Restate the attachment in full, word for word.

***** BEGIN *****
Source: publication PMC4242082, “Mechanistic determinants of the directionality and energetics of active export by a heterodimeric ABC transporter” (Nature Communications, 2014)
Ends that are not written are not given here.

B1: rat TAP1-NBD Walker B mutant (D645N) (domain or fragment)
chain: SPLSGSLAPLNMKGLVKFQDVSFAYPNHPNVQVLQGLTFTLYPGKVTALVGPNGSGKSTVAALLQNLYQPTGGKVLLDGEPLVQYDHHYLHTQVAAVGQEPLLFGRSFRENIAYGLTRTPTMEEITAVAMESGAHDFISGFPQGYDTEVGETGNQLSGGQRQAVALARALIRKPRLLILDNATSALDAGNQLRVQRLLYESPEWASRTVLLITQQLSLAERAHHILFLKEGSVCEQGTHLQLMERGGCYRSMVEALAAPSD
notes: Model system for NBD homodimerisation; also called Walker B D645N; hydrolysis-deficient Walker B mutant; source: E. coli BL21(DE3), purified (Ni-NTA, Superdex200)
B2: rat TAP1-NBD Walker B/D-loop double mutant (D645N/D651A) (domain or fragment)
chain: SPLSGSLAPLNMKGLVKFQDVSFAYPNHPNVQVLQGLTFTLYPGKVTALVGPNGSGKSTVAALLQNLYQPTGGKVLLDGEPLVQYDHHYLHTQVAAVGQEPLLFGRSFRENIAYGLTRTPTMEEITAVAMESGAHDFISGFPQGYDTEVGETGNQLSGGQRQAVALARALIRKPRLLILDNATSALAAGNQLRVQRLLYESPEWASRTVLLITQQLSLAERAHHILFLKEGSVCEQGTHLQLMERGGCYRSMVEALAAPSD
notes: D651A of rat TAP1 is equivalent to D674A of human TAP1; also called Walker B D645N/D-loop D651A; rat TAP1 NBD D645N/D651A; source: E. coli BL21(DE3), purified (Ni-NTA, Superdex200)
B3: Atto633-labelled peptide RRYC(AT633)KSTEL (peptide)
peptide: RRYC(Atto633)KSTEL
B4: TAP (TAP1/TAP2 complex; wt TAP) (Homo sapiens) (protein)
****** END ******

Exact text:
Source: publication PMC4242082, “Mechanistic determinants of the directionality and energetics of active export by a heterodimeric ABC transporter” (Nature Communications, 2014)
Ends that are not written are not given here.

B1: rat TAP1-NBD Walker B mutant (D645N) (domain or fragment)
chain: SPLSGSLAPLNMKGLVKFQDVSFAYPNHPNVQVLQGLTFTLYPGKVTALVGPNGSGKSTVAALLQNLYQPTGGKVLLDGEPLVQYDHHYLHTQVAAVGQEPLLFGRSFRENIAYGLTRTPTMEEITAVAMESGAHDFISGFPQGYDTEVGETGNQLSGGQRQAVALARALIRKPRLLILDNATSALDAGNQLRVQRLLYESPEWASRTVLLITQQLSLAERAHHILFLKEGSVCEQGTHLQLMERGGCYRSMVEALAAPSD
notes: Model system for NBD homodimerisation; also called Walker B D645N; hydrolysis-deficient Walker B mutant; source: E. coli BL21(DE3), purified (Ni-NTA, Superdex200)
B2: rat TAP1-NBD Walker B/D-loop double mutant (D645N/D651A) (domain or fragment)
chain: SPLSGSLAPLNMKGLVKFQDVSFAYPNHPNVQVLQGLTFTLYPGKVTALVGPNGSGKSTVAALLQNLYQPTGGKVLLDGEPLVQYDHHYLHTQVAAVGQEPLLFGRSFRENIAYGLTRTPTMEEITAVAMESGAHDFISGFPQGYDTEVGETGNQLSGGQRQAVALARALIRKPRLLILDNATSALAAGNQLRVQRLLYESPEWASRTVLLITQQLSLAERAHHILFLKEGSVCEQGTHLQLMERGGCYRSMVEALAAPSD
notes: D651A of rat TAP1 is equivalent to D674A of human TAP1; also called Walker B D645N/D-loop D651A; rat TAP1 NBD D645N/D651A; source: E. coli BL21(DE3), purified (Ni-NTA, Superdex200)
B3: Atto633-labelled peptide RRYC(AT633)KSTEL (peptide)
peptide: RRYC(Atto633)KSTEL
B4: TAP (TAP1/TAP2 complex; wt TAP) (Homo sapiens) (protein)